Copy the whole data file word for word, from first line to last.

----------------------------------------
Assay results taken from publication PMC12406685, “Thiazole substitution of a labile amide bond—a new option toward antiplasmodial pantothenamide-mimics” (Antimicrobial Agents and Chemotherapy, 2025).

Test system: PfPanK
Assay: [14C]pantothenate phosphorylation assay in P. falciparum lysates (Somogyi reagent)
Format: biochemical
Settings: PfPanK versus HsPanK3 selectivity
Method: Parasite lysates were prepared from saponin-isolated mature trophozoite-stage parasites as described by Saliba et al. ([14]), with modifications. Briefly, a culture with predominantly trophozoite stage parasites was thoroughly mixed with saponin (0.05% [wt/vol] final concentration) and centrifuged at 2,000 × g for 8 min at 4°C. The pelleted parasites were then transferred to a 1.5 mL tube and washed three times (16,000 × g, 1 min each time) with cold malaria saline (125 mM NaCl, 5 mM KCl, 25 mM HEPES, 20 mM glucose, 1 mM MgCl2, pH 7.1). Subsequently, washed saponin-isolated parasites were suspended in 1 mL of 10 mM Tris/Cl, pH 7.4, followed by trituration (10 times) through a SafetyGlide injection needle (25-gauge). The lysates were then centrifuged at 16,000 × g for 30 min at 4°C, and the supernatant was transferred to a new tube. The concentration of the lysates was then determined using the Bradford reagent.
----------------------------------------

Assay results taken from publication PMC12406685, “Thiazole substitution of a labile amide bond—a new option toward antiplasmodial pantothenamide-mimics” (Antimicrobial Agents and Chemotherapy, 2025).

Test system: PfPanK
Assay: [14C]pantothenate phosphorylation assay in P. falciparum lysates (Somogyi reagent)
Format: biochemical
Settings: PfPanK versus HsPanK3 selectivity
Method: Parasite lysates were prepared from saponin-isolated mature trophozoite-stage parasites as described by Saliba et al. ([14]), with modifications. Briefly, a culture with predominantly trophozoite stage parasites was thoroughly mixed with saponin (0.05% [wt/vol] final concentration) and centrifuged at 2,000 × g for 8 min at 4°C. The pelleted parasites were then transferred to a 1.5 mL tube and washed three times (16,000 × g, 1 min each time) with cold malaria saline (125 mM NaCl, 5 mM KCl, 25 mM HEPES, 20 mM glucose, 1 mM MgCl2, pH 7.1). Subsequently, washed saponin-isolated parasites were suspended in 1 mL of 10 mM Tris/Cl, pH 7.4, followed by trituration (10 times) through a SafetyGlide injection needle (25-gauge). The lysates were then centrifuged at 16,000 × g for 30 min at 4°C, and the supernatant was transferred to a new tube. The concentration of the lysates was then determined using the Bradford reagent.